Wind Jack

The objective of the Wind Jack JIP is to be able to understand and predict the impact loads between the seabed and legs of jack-up type wind turbine installation vessels during the moment of touch down and lift off. These are considered as the critical phases in the operational cycle of wind turbine installation vessels and as such limit the uptime.


BreaKin (from BREAKing waves and their KINematics) is a new joint research initiative addressing wave impact loading on offshore structures. The objective of the BreaKin JIP is to determine the occurrence of breaking waves, to model the associated water particle kinematics and to describe the different types of wave loading that results. This research will provide improved predictions of the breaking wave loads acting on offshore structures, including scale effects, and it will help define the probability of occurrence.

Contact: Jule Scharnke,

Within the Wind Jack JIP a numerical tool was developed to determine the seabed impact loads on the legs of wind turbine installation vessels. The tool consists of a soil reaction force module developed by Deltares coupled to MARIN’s existing hydro- dynamic time domain analysis program aNySIM-xmf. In 2014, the tool was finalised and validated by hydrodynamic model tests performed in MARIN’s Shallow Water Basin. Furthermore, the tool has been incorporated in a workability analysis tool which makes it possible to determine the uptime of wind turbine installation vessels depending on soil type, scatter diagram and user defined operational criteria.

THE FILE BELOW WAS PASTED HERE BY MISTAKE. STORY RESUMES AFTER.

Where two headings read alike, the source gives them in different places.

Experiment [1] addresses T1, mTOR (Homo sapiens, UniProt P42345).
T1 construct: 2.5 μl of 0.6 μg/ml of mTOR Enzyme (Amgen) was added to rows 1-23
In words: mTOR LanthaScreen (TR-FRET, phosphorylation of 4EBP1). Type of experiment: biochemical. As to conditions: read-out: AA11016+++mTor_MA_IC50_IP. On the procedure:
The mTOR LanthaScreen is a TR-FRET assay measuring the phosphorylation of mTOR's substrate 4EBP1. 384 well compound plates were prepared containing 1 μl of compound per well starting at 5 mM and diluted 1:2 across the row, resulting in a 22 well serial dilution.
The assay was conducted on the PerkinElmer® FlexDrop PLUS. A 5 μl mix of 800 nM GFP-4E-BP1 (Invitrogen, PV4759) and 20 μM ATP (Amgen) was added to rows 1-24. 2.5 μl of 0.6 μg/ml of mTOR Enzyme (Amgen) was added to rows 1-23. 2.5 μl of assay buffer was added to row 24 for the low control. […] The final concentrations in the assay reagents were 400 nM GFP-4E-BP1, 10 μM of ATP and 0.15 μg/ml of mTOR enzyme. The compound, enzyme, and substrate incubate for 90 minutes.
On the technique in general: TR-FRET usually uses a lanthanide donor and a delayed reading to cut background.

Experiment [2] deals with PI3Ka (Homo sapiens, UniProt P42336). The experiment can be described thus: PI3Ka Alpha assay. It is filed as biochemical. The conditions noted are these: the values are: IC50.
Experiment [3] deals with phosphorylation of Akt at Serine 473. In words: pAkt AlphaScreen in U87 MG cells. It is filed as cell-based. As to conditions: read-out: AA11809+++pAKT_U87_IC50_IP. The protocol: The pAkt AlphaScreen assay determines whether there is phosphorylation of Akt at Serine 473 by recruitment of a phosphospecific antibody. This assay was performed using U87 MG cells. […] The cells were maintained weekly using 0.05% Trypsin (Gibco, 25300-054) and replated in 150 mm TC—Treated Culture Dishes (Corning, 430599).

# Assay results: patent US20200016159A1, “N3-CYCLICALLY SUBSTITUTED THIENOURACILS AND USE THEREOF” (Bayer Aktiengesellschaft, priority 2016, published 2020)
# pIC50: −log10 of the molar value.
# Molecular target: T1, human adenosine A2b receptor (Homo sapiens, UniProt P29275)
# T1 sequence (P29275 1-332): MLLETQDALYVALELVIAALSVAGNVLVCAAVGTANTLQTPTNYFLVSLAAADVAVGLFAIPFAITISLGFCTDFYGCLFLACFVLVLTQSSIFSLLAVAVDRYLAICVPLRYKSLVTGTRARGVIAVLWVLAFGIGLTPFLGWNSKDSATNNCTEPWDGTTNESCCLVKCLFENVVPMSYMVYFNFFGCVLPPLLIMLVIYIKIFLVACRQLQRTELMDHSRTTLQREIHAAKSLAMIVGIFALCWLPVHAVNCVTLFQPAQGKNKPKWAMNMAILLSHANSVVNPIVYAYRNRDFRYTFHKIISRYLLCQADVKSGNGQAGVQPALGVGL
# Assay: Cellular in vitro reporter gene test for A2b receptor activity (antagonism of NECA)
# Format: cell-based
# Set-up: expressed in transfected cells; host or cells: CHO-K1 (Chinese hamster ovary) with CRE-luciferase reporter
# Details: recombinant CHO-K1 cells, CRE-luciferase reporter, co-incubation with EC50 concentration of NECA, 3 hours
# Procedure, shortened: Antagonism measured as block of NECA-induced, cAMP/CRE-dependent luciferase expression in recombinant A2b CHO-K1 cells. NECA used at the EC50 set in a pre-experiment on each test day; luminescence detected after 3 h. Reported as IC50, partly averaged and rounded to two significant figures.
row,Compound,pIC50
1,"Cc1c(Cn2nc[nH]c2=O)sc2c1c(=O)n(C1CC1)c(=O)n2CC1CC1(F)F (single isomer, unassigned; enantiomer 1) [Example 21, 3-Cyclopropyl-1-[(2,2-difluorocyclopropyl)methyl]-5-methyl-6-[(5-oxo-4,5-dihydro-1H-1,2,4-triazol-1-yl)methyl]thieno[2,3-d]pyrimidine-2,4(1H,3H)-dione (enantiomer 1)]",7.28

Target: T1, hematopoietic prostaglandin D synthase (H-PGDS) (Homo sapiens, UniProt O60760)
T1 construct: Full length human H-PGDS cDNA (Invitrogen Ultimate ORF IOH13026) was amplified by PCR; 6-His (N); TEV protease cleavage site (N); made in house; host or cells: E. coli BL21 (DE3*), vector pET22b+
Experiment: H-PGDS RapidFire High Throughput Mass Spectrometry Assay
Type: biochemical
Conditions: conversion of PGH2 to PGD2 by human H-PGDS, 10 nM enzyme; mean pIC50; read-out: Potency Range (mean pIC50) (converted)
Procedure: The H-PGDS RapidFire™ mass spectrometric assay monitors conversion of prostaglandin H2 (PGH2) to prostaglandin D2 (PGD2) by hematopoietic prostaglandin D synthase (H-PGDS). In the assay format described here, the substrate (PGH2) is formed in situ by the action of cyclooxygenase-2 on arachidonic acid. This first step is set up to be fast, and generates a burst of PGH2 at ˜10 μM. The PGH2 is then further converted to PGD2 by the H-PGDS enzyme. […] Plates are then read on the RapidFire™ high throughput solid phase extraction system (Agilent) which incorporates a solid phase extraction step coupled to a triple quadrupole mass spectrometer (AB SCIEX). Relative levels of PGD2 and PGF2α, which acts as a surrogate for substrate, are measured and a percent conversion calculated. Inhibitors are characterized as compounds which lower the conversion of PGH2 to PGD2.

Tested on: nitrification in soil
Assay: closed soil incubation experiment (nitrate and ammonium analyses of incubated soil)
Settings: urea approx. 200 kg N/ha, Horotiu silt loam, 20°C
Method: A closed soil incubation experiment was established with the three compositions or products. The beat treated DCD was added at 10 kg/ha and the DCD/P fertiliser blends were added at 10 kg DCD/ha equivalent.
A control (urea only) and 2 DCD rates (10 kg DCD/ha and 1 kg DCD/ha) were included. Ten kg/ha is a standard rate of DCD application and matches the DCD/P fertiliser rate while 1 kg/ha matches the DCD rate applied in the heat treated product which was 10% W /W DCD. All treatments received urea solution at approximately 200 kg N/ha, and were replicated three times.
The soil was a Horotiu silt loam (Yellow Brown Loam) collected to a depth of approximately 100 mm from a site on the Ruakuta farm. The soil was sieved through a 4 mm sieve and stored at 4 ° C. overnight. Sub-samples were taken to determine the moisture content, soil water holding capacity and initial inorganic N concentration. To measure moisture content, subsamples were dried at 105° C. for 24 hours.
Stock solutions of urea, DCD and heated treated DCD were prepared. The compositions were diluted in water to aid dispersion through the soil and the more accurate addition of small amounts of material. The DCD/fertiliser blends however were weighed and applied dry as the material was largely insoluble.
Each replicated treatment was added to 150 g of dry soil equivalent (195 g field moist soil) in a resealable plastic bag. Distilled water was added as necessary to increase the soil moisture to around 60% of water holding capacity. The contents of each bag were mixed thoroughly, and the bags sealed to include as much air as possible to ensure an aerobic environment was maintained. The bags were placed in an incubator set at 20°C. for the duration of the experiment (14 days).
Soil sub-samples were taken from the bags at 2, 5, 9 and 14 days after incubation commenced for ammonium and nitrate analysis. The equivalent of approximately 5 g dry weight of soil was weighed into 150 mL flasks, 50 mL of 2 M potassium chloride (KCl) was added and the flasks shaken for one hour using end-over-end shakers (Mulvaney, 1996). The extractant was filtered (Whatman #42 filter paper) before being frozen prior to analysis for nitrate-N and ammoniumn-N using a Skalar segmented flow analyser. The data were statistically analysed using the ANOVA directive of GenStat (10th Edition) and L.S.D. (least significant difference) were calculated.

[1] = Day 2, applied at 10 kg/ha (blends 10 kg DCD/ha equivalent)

Contact: Jorrit-Jan Serraris,


Wind loads are important for installation, operational and extreme design loads for floating offshore structures and ships. However, despite their importance there is surprisingly little industry guidance about wind loads.

MARIN believes that wind tunnel tests will remain the main tool for wind load predictions in the near future. If not, alternative methods may be needed earlier in the project such as CFD. Though here too, guidance with respect to the set-up and execution of those computations is missing. Another issue is the lack of common guidance on the vertical velocity profile and associated turbulence intensity for the designs. The first task of the Wind Load JIP is to test a scale 1:230 FPSO wind tunnel model in three different wind tunnel facilities. This exercise will then be repeated for a semi submersible. The JIP completes end 2016.

Contact: Jaap de Wilde,



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